Viral infections are often the etiological agents of severe acute and chronic human diseases. Their peculiar biology usually leads to the need of design specific therapies for each virus, and the eradication of the viruses and the healing of the patients very often are not reached also after decades of theoretical and applied researches. HIV is a classical example of how the efforts of the researchers may be disappointed in eradicating a virus infection in an infected patient. Here I present a hypothesis for a new antiviral approach that may be suitable for the treatment of HIV infected patients. The same approach, with opportune modifications, may be also applied as healing strategy for a wide set of viruses infections. In brief, my idea is to use the retrotranscription machinery and the packaging system of HIV infected cells to amplify the interfering effects of siRNAs directed against HIV genes and transcripts. The coding sequences for the interfering RNAs are brought to the infected cells via modified HIV virions deficient for structural viral genes that will use the resident viral activities of HIV infected cell as helpers. The use of this strategy will probably lead to an intracellular, intercellular and systemic amplification of the specific virus-targeted interfering activities. Moreover this strategy may show novel levels of interference: a competition between the deficient and wild type viruses for the packaging molecules and the possibility of homologous recombination between the deficient and wild type viruses that may lead in turn to the formation of recombinant non infectious viruses, and the removing of wild type provirus sequence from the host genome of infected cells by recombination.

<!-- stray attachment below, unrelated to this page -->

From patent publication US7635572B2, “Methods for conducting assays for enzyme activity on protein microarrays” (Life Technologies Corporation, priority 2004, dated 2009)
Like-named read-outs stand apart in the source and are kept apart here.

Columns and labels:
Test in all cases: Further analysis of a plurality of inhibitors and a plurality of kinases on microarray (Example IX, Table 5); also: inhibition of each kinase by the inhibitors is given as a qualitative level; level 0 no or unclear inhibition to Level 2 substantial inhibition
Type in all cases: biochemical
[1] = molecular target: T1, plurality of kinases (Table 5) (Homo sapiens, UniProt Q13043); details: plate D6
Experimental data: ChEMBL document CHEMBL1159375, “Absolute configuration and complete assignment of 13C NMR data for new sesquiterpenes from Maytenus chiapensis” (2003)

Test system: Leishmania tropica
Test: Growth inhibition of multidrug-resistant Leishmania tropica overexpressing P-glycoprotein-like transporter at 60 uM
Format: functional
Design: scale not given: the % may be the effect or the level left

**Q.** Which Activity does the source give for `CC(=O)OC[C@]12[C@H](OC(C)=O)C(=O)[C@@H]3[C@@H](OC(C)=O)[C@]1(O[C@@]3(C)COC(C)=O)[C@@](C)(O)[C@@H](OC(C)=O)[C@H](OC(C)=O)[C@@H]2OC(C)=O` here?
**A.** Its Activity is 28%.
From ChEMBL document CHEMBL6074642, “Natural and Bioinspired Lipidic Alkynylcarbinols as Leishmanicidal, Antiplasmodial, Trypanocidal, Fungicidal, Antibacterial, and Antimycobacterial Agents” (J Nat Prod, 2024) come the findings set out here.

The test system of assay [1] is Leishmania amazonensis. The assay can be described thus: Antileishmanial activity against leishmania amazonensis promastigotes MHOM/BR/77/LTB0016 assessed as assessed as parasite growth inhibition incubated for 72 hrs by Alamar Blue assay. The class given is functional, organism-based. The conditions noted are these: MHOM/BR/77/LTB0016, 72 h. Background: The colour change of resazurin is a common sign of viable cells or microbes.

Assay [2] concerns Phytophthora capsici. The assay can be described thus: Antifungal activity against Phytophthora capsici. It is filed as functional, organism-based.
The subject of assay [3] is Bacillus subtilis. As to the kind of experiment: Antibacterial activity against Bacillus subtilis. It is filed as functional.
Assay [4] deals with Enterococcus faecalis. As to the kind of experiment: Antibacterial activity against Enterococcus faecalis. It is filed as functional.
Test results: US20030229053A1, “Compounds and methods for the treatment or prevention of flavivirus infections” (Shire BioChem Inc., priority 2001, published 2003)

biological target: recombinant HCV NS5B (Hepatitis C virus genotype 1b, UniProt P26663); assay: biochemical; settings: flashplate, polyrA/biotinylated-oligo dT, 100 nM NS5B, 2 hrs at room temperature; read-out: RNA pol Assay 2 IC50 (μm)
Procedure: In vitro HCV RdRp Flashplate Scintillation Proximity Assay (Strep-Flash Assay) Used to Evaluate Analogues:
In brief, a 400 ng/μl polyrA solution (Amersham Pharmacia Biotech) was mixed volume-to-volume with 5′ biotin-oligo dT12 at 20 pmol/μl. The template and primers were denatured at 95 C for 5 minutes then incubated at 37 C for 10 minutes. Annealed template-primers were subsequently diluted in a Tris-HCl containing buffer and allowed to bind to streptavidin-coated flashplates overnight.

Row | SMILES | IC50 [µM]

|Number of pages||4|
|Publication status||Published - 2012|
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